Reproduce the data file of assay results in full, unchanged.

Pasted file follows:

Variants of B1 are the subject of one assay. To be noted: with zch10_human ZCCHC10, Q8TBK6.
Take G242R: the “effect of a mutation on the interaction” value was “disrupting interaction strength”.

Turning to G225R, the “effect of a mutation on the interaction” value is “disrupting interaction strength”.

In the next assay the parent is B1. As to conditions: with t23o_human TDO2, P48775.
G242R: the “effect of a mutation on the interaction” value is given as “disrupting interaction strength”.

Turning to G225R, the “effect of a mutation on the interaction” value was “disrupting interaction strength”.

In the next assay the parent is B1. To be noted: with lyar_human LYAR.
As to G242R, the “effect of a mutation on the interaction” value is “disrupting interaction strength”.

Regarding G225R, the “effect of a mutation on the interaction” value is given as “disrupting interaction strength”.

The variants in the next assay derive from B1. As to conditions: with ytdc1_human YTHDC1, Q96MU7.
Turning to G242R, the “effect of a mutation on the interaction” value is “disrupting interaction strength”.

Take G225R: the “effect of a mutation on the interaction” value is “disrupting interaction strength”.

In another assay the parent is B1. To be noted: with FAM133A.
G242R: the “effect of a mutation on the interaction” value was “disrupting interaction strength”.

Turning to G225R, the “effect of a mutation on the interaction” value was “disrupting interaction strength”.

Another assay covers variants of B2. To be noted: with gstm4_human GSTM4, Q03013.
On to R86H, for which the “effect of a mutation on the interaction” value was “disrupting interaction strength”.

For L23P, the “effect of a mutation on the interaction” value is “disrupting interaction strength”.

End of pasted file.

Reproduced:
Variants of B1 are the subject of one assay. To be noted: with zch10_human ZCCHC10, Q8TBK6.
Take G242R: the “effect of a mutation on the interaction” value was “disrupting interaction strength”.

Turning to G225R, the “effect of a mutation on the interaction” value is “disrupting interaction strength”.

In the next assay the parent is B1. As to conditions: with t23o_human TDO2, P48775.
G242R: the “effect of a mutation on the interaction” value is given as “disrupting interaction strength”.

Turning to G225R, the “effect of a mutation on the interaction” value was “disrupting interaction strength”.

In the next assay the parent is B1. To be noted: with lyar_human LYAR.
As to G242R, the “effect of a mutation on the interaction” value is “disrupting interaction strength”.

Regarding G225R, the “effect of a mutation on the interaction” value is given as “disrupting interaction strength”.

The variants in the next assay derive from B1. As to conditions: with ytdc1_human YTHDC1, Q96MU7.
Turning to G242R, the “effect of a mutation on the interaction” value is “disrupting interaction strength”.

Take G225R: the “effect of a mutation on the interaction” value is “disrupting interaction strength”.

In another assay the parent is B1. To be noted: with FAM133A.
G242R: the “effect of a mutation on the interaction” value was “disrupting interaction strength”.

Turning to G225R, the “effect of a mutation on the interaction” value was “disrupting interaction strength”.

Another assay covers variants of B2. To be noted: with gstm4_human GSTM4, Q03013.
On to R86H, for which the “effect of a mutation on the interaction” value was “disrupting interaction strength”.

For L23P, the “effect of a mutation on the interaction” value is “disrupting interaction strength”.